**3.0 Forecasting Demand**

**3.1 Overview**

Demand for LPG is an important
factor that influences Liquigas Ltd’s security of supply. We focused on
developing daily demand forecasting models that would be useful for short-term
planning. These models would act as complements to the daily supply forecasting
model, Model I.

**3.2 Development of Daily Demand Forecasting Models**

In a recent report prepared for Liquigas Ltd - *Sales/Weather Analysis *(2006), Bevan
Singleton details the analysis of four variables that he believed to be
important weather factors that may affect demand for LPG. In order to
select a demand model for each depot, we developed several models, in addition
to the models from Singleton’s* *for comparison.

For each depot,
many of the daily LPG demand values are zero. This is the case because
customers tend to order LPG in bulk quantities to replenish inventory levels.
Since many time series models are not appropriate for unstable data of this
type (reasons for this include difficulty in identifying trends and seasonality
in such circumstances), we considered alternative methods. We firstly
experimented with Croston’s intermittent demand models, however the results
were all poor. To overcome this problem it was necessary to modify the data. We
deleted all zero values, and used Forecast Pro’s interpolation capabilities to
replace them, in order to use other forecasting methods such as ARIMA
modelling. The downside of this is that we are overestimating historical demand
however we believe that this is a better alternative to underestimating it.
Outliers were deleted, and then similarly replaced with interpolated estimates.

The first
model examined in each case was Forecast Pro’s Expert Selection model. We also
developed our own ARIMA models by examining the autocorrelation and partial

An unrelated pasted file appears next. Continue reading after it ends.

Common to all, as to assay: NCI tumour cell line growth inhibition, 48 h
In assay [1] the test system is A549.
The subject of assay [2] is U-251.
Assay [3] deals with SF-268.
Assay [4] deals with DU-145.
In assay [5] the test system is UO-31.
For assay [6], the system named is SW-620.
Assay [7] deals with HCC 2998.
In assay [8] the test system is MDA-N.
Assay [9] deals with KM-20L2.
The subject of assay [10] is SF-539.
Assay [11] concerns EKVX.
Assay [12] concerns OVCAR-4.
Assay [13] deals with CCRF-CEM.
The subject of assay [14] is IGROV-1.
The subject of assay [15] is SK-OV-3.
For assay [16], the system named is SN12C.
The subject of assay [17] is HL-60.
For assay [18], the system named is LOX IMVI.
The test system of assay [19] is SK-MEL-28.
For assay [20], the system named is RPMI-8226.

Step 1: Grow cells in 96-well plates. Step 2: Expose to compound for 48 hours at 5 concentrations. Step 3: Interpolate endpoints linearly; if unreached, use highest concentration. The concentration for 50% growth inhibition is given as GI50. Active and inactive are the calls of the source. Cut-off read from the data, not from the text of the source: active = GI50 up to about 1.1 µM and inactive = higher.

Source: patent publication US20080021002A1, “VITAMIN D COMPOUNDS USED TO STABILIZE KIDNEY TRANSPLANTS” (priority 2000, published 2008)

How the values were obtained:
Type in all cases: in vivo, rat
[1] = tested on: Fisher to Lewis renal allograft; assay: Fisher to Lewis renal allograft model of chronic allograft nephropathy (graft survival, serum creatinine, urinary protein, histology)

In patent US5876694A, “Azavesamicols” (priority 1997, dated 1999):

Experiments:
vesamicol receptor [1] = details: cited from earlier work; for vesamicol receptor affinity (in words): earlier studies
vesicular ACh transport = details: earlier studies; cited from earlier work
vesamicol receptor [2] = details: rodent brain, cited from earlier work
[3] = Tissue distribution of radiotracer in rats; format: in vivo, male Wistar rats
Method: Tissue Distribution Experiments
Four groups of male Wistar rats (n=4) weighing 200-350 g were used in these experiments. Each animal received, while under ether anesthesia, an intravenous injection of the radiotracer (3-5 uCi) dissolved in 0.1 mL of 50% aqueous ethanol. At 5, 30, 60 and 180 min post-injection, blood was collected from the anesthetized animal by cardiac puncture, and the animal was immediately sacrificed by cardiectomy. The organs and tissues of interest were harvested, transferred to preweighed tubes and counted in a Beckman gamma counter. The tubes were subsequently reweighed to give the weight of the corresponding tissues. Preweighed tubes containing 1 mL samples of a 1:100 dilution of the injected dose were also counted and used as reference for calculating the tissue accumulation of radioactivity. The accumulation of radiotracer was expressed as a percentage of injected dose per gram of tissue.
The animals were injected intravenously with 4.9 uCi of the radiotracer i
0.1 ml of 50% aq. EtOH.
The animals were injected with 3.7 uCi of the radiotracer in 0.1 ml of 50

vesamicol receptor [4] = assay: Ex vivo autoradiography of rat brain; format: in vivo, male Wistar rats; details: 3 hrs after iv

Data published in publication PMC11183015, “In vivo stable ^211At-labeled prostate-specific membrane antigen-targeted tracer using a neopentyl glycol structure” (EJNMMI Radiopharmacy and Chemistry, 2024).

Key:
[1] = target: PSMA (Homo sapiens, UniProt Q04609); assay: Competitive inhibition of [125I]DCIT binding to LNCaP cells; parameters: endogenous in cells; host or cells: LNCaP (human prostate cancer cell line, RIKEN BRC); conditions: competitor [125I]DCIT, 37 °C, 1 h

autocorrelation functions. Finally, we developed a Dynamic Regression model for
each depot by considering not only maximum temperature as Singleton suggests, but also minimum temperatures for each
depot, maximum/minimum temperatures for the last 3 and last 7 days, and 7-day
moving average maximum/minimum temperatures. As well as temperature variables,
we also considered the following explanatory variables for each demand model:
days of the week, weekend, months of the year, seasons, real price of
electricity and* *the average of the
last seven days demand.

From these models, our selection criteria was based primarily on the
statistical output from the hold-out samples, whilst also taking into account
the simplicity of each model.
The demand forecasting models for each depot are finalised as follows:

**Auckland****:** Dynamic Regression Model involving
temperature and weekend variables.

**Christchurch****:** ARIMA(1,0,1)*(0,1,1)

**Dunedin**

**3.3 Conclusions, Limitations and Recommendations**

These models are most appropriate for
short-term planning of up to about one week. Ships can be redirected at
immediate notice and therefore the daily demand models could provide invaluable
information to avoid stock-outs in the short-term.

**4.0
Evaluating Storage Facilities**